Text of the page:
People often put restrictions on their ability to satisfy a craving — for example, by using filters or Internet blocking software — and then, when a craving gets triggered, they impulsively go to work skirting their own restrictions in order to satisfy the craving. Afterwards they feel regret and guilt. 

Do you know anyone like this?

     
 
I do too — it's the typical scenario I see in my clinical practice when people come to me for help. 

We're never really aware of automation while it's taking place; it's only afterwards that we ask ourselves, "Why did I do that?" Only then can we see that it was impulsive, mindless, and automated. All vices are like that.

 
Well, you may not know people like this, but I know plenty — it's the typical scenario I see in my clinical practice when people come to me for help. 

We're never really aware of automation while it's taking place; it's only afterwards that we ask ourselves, "Why did I do that?" Only then can we see that it was impulsive, mindless, and automated. All vices are like that.

 
To break automation you are going to need two skills. First, you will need to be aware of your attitude toward the challenge of overcoming the craving; this is the work of reframing, which is the cornerstone of cognitive therapy

Second, you will need to be able to pay full attention to the craving. This is crucial, because you cannot simultaneously feel a craving and act on it; it is also the cornerstone of modern behavioral therapy. This is such a major topic that we will have to wait until the next module to review it.

 
Reframing, or "cognitive restructuring," refers to an intentional choice to change how you are viewing a situation or trigger, shifting it from "bad" to "good," from "threat" to "opportunity." It is a strategy that has been proven to work in multitudes of research studies. In recent years we have begun to appreciate the powerful effect it has on reducing limbic activation: it makes cravings (or any emotion) less likely to get triggered, and it makes you more able to keep control over your behavior should a craving (or any emotion) get triggered.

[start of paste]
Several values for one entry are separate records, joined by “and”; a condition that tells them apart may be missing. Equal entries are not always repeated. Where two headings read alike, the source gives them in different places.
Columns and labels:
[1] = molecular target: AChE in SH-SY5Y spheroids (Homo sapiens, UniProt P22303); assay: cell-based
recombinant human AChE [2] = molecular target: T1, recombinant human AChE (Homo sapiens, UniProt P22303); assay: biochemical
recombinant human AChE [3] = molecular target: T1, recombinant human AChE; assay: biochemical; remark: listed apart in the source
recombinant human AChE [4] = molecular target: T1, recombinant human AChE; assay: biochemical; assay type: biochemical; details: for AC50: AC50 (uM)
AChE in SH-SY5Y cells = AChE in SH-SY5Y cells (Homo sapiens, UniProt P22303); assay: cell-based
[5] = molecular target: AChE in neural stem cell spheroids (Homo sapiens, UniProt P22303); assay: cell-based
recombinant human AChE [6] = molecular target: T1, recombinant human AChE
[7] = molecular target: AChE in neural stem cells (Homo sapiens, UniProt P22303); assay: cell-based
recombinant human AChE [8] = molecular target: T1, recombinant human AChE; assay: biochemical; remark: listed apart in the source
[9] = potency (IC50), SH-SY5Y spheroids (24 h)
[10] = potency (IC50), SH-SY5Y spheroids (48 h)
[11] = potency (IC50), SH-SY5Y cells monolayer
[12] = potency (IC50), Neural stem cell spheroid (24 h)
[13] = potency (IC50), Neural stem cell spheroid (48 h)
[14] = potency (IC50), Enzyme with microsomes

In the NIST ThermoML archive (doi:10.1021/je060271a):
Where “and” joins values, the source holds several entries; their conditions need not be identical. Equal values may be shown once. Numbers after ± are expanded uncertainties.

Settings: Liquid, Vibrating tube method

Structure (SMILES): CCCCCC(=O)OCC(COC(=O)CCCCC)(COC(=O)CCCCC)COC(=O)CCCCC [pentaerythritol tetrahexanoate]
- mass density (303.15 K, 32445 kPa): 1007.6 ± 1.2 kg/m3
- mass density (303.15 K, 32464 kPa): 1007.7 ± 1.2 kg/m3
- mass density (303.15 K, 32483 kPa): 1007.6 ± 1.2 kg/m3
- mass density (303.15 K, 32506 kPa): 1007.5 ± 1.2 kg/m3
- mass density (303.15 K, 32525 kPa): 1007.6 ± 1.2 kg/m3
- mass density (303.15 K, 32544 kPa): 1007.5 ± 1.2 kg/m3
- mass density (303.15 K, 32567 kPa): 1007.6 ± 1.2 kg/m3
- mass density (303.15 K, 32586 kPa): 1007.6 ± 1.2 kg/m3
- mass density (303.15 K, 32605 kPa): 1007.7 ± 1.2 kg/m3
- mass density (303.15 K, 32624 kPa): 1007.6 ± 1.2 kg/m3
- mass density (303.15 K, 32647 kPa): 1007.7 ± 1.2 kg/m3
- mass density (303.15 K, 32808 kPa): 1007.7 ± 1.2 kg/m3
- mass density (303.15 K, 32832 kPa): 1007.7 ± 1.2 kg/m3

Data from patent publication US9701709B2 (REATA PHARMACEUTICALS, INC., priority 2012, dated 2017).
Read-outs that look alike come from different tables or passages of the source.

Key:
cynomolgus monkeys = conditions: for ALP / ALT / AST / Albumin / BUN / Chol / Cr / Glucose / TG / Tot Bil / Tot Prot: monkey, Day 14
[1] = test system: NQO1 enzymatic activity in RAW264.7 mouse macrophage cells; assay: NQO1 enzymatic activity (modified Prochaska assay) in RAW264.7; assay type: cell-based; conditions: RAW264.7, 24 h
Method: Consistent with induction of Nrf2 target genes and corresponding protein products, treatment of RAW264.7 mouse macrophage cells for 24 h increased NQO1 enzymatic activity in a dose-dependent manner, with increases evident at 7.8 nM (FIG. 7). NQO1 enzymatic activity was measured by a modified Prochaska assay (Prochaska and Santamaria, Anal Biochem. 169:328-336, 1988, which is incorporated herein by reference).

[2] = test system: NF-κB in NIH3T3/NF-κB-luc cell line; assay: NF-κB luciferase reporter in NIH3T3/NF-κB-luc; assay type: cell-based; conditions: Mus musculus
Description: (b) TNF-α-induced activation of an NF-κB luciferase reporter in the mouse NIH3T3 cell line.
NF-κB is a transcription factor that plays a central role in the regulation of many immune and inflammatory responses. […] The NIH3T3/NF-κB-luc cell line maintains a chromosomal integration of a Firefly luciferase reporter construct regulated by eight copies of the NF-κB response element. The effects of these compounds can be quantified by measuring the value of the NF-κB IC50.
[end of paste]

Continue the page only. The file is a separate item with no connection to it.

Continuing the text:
Reframing is an essential skill for overcoming impulsive and automated behaviors.

Cutuli, D. (2014). Cognitive reappraisal and expressive suppression strategies role in the emotion regulation: an overview on their modulatory effects and neural correlates. Frontiers in Systems Neuroscience, 8, 175. http://doi.org/10.3389/fnsys.2014.00175
Ochsner, K. N., Ray, R. D., Cooper, J. C., Robertson, E. R., Chopra, S., Gabrieli, J. D., & Gross, J. J. (2004). For better or for worse: Neural systems supporting the cognitive down-and up-regulation of negative emotion. Neuroimage, 23(2), 483-499.
 
In order to understand the significance of reframing, you'll need some basic neuroscience. Let's begin with the upper (medial prefrontal) cortex. This cortex is activated when you are doing deliberate things: thinking about abstract concepts, moral reasoning and decision making, considering ideals, and so on. All of these activities are calm, rational, and deliberate. 

We can call the state of upper-cortical activation your brain's "opportunity mode." It means you are judging things as opportunities, and all your rational abilities are strengthened. The appraisal cortex is at the center of this activation, turning "on" (activating) when you consider something as an opportunity, and turning "off" (deactivating) when you judge it to be a threat.

 
The opposite of "opportunity mode" is "threat mode." It turns on whenever your amygdala detects something that threatens pain or promises pleasure (the threat in this case being missing out on the pleasure). The amygdala generates the emotion, and its activation fosters an automated, emotional, impulsive way of acting.

 
When one part of your cortex (upper or lower) activates, it reaches across and turns DOWN the opposite cortex. If your amygdala detects a big threat, it will activate powerfully as it turns on threat mode; this deactivates your upper cortex, making it hard to think rationally (presumably so we do not overthink things and get harmed!).

On the other hand, when you deliberately judge something as an opportunity, this turns "on" your appraisal cortex, which then dampens the activity of the amygdala. This is the work of reframing. Reframing reasserts the power of your upper cortex, regardless of the emotion that got triggered. Reframing while an emotion is surging allows you to patiently ride the wave of the emotion without giving in.

 
Imagine you decided not to drive to the grocery store, but instead walked several blocks and took public transportation. While at the store, however, you realize you need to buy several items that are quite heavy. You begin to dread the trip home. As you purchase the items and leave the store, you keep noticing how heavy the bags are, and you begin to complain to yourself. 

When you are judging something as being a good opportunity, your appraisal center turns on; when you judge it as being bad or a threat, it turns off. In this example, what is the state of your appraisal cortex?


 
You're right. The key here is to see that dreading and complaining are negative appraisals. Negative appraisals — judging things as bad — turns off your appraisal cortex, which turns on your emotional (limbic) cortex. That causes you to be more irritated by whatever bothers you and fuels more negative appraisals. You will need to develop an awareness of when you are getting into this negative state.

 
Not quite. The key here is to see that dreading and complaining are negative appraisals. Negative appraisals — judging things as bad — turns off your appraisal cortex, which turns on your emotional (limbic) cortex. That causes you to be more irritated by whatever bothers you and fuels more negative appraisals. You will need to develop an awareness of when you are getting into this negative state.